Don’t downsize your office before considering these key factors

downsize your office 400x600Today we get to don our interior design hat, not something we often get to do in business. However, it’s an important topic of conversation right now for businesses returning to “normal operations.”

Many employers are looking at how their workplaces are configured and assessing whether they can downsize since more employees will be working from home at least a few days a week. However this physical downsizing may not be as simple as it sounds, and there are some very real business implications to consider.

Finally, a benefit to modular workspaces

I admit I’m old enough to remember when the horror of cubicles first descended upon the American workplace. Used to a modicum of privacy afforded by private, though windowless offices, employers had to work very hard to sell the concept of the “cube” to us. It mostly went over very badly.

After cubes, of course, came even more communal workspaces, like long work tables with docks for laptops, which enable anyone to sit anywhere. I pass no judgment on this configuration, since I’ve never experienced it, but it doesn’t sound appealing since I listen to music while I work.

BP Handbook D

With more employees now telecommuting at least a few days a week, you may seriously be thinking about downsizing your office footprint. But there’s more to just retrenching your current office space —you have to consider how your smaller space will be shaped.

Six considerations for reducing your office space

Cubes and other communal workspaces notwithstanding, Payroll has traditionally been separated from the rest of the office for obvious reasons: employees’ privacy and the sensitivity of payroll data. Your staff may balk if your new office configuration has eliminated some or all of this private space.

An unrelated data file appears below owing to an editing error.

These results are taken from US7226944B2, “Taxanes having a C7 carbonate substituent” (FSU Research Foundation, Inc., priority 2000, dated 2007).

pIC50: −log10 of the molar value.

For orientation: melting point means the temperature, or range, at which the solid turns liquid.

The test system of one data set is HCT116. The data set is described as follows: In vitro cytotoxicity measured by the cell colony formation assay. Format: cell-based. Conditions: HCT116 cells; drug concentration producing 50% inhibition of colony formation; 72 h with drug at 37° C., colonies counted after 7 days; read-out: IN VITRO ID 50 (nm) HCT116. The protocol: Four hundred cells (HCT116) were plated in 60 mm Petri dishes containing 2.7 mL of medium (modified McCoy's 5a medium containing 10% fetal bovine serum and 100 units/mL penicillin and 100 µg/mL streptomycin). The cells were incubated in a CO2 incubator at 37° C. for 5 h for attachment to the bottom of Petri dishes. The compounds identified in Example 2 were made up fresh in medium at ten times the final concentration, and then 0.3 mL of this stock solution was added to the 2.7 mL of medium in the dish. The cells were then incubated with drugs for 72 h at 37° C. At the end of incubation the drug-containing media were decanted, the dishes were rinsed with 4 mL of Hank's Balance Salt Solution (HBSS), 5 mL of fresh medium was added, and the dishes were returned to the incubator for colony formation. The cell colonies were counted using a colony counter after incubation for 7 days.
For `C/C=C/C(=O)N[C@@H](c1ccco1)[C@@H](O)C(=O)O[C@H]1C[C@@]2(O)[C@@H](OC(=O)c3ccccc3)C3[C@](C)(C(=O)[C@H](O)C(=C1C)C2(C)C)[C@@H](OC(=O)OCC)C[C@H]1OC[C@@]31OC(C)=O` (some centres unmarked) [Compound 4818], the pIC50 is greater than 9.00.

So before you fling your office doors open again and employees stand there wondering how this new, smaller office space will function, consider these points.

  • Ensure it’s a whole-office priority by having leadership and key employees buy into the project. Key: Leadership should remain flexible while embracing this new work model. Employees should understand that every office will be slightly different based on staff needs, responsibilities, and staffing structure.
  • Make new workspaces attractive to employees. After all, employees will be in the office some of the time. What are your interior design options (cubes can be broken down; worktables can be moved)? What obstacles exist (you can’t knock out load-bearing walls, for example)? A popular option for hybrid workforces is hoteling (I had to google for a definition) — employees reserve office space in advance. To keep things fair, the same employees shouldn’t always be allowed to get the more favorable workstations (think windows); a rotation or lottery system may work here.
  • Consider cooperating with other departments. There may be a benefit in having corporate tax/payroll/benefits sharing some space. Create a master plan showing how each department would benefit from proximity to the other departments.
  • Be in it for the long haul. Changing your office footprint can’t happen overnight; leases will need to be renegotiated. If you have more than one location, office space should be assessed on a lease-by-lease basis.
  • Do the math. What are the cost savings? Is there a downside to employees’ satisfaction?
  • Support WFH employees. Since not everyone will be in the same place at the same time, ensure your new configuration supports employees who are working at home on any particular day by increasing the company’s remote capabilities (e.g., large video screens in conference rooms that allow WFH employees to participate in meetings and other group discussions).